I discovered this morning that today is the “International Day for Universal Access to Information” (IDUAI). Who knew? Being the OITP Director for the Program for Public Access to information, you think someone would have given me a heads up. And because it’s the first IDUAI day, it wasn’t on my calendar like “Talk like a Pirate Day” (which is on my calendar). So I am unable to plan anything “big,” like issue a special edition of American Libraries.
UNESCO’s executive board proclaimed the day for many reasons. The right to information is an integral part of the right of freedom of expression, a theme in the United Nations’ Universal Declaration of Human Rights. The World Summit on the Information Society principle on “just, peaceful and inclusive societies” states that peace is not possible without access to information. The UN’s 2030 Development Agenda includes a goal to ensure and enhance access to information for people in under developed countries. Accessibility to communication technologies is a principle of the Internet Universality study on inclusive Knowledge Societies. Universal means universal: regardless of circumstance, all people – including those with disabilities – should have access to information.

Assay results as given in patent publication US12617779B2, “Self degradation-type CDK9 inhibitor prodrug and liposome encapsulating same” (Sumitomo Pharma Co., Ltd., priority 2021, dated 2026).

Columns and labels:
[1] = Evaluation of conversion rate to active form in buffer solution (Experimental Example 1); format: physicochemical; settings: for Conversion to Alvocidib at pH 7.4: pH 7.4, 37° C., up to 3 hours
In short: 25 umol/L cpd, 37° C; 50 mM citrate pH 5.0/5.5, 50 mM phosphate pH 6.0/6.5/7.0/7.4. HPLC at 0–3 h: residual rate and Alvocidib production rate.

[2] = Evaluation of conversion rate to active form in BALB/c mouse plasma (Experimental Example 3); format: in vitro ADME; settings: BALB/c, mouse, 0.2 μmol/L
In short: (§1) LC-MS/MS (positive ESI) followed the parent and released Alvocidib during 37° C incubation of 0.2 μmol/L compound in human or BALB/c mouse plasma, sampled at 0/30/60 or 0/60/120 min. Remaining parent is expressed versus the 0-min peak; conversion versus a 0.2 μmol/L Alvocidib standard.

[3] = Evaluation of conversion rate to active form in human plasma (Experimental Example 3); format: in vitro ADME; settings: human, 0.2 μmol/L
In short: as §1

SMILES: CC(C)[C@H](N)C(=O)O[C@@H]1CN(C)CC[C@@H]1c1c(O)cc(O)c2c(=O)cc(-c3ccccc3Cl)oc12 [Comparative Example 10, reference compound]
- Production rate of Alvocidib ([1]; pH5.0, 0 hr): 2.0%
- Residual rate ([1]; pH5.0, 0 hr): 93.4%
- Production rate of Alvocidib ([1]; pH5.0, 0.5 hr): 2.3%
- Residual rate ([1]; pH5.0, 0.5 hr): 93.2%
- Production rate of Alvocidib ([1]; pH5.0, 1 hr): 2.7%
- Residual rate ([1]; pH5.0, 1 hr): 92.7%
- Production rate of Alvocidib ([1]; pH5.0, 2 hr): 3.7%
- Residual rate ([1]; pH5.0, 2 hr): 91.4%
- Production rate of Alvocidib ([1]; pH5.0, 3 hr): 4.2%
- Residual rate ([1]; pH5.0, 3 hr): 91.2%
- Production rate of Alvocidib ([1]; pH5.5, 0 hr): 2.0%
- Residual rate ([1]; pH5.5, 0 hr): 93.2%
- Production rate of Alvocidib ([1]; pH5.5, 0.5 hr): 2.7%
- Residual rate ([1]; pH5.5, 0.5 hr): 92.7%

ALA’s policy manual includes all of these sentiments, obviously because libraries always have been about access. Librarians are leaders in ensuring that all people have access to the Internet; that regardless of format, the public has the right to use information without violating the copyright law; that government information, including state government information should be freely accessible to all; that one’s privacy should be protected when seeking and reading; that libraries must be free and open to all people; that libraries led the movement on information literacy, including digital literacy before it was fashionable; and the list goes on.
So raise a glass or coffee cup in honor of a day that represents everything that libraries value and do. Here’s to the “International Day for Universal Access to Information,” which libraries have always valued, even without a proclamation. And by the way, next year’s National Librarian Day is April 17th.
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